O.K., the vision is not much guarded by self-love. Still, this is the man who made the quite remarkable, tender (and melancholy) 1994 documentary ''Crumb,'' about the cartoon genius Robert Crumb and his serenely strange family, and who has now delivered ''Ghost World,'' his first feature film, about two teenage girls in their awkward years, a film that is drawn from Daniel Clowes's underground comic books of the same name.
''It took us five years setting it up,'' he says. ''We were turned down by everyone. I actually thought the script was quite good. But now that I've finished this movie, every day I get new scripts from people who want to know what I'll do next. And in all of these scripts there is this guy who looks like Brad Pitt. And not only is he a nuclear scientist -- he's a rock-climber, too. And his name is Cody, or Cole! There's nothing I recognize. And there's this director I know, Michael Lehmann, who made 'Heathers,' and before I went down to Los Angeles to do 'Ghost World' I asked him to talk and explain things, because I didn't know how films were made. He said, 'Don't worry about the technical things, because there are terrific guys who are covering for you.'
'' 'But,' he said, 'if you really want to work again, as early as you can in your picture, you stick in a really showy tracking and Steadicam shot with a lot of integrated blocking. You do that and you will work again. Because there are producers who just fast-forward through everything, looking to see if you can do that smooth stuff.' ''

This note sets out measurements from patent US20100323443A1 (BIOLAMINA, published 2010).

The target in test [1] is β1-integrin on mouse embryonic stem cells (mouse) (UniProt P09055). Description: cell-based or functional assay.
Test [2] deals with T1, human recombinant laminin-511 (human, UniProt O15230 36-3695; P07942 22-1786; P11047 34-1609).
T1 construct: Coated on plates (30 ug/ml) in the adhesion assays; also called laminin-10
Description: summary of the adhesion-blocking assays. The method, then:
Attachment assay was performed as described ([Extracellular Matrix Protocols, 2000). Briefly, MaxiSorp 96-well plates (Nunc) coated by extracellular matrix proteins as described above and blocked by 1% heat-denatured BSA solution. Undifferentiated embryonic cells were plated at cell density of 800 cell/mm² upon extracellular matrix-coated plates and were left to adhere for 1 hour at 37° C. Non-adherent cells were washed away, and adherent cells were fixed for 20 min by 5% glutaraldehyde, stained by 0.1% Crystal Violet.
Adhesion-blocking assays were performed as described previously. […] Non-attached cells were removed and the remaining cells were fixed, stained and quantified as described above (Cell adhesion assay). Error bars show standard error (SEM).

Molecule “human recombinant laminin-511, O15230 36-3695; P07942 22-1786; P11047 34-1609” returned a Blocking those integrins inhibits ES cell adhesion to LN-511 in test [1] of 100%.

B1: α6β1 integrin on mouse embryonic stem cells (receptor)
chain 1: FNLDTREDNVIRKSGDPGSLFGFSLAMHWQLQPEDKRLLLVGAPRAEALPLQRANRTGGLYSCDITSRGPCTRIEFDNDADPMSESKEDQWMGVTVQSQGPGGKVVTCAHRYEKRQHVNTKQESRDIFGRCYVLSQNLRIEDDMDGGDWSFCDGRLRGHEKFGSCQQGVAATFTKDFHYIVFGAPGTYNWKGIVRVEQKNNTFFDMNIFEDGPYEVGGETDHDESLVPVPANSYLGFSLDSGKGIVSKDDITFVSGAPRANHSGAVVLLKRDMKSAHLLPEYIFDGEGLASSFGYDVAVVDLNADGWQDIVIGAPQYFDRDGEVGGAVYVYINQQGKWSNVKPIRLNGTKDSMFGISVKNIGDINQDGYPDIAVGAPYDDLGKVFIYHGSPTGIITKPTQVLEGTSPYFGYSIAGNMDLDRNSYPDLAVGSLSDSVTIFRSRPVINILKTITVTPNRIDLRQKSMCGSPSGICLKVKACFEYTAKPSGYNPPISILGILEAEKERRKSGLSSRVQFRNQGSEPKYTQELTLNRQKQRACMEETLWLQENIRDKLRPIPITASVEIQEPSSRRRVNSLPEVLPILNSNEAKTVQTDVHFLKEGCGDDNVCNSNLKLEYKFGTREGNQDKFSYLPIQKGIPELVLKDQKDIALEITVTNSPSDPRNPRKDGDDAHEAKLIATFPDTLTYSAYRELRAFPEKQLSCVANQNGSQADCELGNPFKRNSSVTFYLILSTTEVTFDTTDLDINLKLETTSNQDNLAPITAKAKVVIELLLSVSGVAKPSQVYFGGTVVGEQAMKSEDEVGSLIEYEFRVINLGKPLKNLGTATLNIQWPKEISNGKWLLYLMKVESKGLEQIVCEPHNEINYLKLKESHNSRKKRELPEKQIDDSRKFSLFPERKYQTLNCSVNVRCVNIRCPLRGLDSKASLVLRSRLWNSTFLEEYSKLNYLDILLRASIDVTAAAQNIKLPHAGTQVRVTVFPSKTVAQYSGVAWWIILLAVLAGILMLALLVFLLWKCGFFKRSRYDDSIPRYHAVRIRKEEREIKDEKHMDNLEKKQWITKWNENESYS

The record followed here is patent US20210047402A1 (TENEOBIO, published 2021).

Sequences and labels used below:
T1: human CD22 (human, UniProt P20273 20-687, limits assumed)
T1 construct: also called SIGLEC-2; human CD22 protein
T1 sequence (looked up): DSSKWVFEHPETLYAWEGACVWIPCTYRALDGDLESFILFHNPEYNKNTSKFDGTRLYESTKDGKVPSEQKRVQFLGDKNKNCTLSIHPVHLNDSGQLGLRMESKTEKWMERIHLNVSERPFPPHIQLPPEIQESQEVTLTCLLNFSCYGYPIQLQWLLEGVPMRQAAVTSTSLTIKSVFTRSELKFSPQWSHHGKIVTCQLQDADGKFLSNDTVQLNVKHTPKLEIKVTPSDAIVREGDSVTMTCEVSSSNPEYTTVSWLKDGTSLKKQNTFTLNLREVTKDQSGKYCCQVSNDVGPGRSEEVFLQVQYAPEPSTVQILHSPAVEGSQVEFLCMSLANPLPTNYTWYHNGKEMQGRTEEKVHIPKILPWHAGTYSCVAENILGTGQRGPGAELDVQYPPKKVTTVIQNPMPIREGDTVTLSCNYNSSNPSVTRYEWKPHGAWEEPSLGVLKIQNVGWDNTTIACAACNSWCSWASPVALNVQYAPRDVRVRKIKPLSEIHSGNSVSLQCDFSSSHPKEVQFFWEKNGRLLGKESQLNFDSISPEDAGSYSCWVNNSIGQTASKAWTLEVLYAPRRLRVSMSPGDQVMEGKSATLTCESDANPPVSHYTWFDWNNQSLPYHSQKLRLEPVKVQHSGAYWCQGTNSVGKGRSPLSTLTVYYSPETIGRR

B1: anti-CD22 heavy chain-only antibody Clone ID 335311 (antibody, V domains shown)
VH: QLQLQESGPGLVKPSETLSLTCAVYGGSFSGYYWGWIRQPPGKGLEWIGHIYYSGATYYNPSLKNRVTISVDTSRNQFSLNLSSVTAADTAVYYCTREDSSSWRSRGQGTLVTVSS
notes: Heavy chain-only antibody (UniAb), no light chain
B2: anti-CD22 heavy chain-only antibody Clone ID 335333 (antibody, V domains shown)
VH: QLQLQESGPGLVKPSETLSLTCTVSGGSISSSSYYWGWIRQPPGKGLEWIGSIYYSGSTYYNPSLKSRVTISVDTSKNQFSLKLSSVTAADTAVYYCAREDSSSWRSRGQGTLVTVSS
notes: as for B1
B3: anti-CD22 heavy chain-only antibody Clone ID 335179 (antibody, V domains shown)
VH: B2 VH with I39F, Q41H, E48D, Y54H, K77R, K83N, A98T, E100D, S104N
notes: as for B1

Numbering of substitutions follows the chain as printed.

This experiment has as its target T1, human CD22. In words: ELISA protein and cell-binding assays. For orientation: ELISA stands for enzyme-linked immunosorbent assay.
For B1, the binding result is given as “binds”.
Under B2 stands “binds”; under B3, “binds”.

With Terry Zwigoff, knowing whether he really wants to work again is the big question. He's proud of ''Ghost World'' and he believed he'd done something special with ''Crumb'' long before it opened, when the money people thought it was this meandering account of creepy people. But then the public -- or a significant part of it -- embraced the wistful, respectful portrait of talented outsiders. It won prizes, accolades and a respectable (for a documentary) $3.4 million at the box office. ''Crumb'' was a critical success -- but not even the attention could turn the glamour-resistant Crumb family into Hollywood people or ideal American consumers. The film had a respect for shabbiness, eccentricity and affable waywardness that Cole and Cody don't get.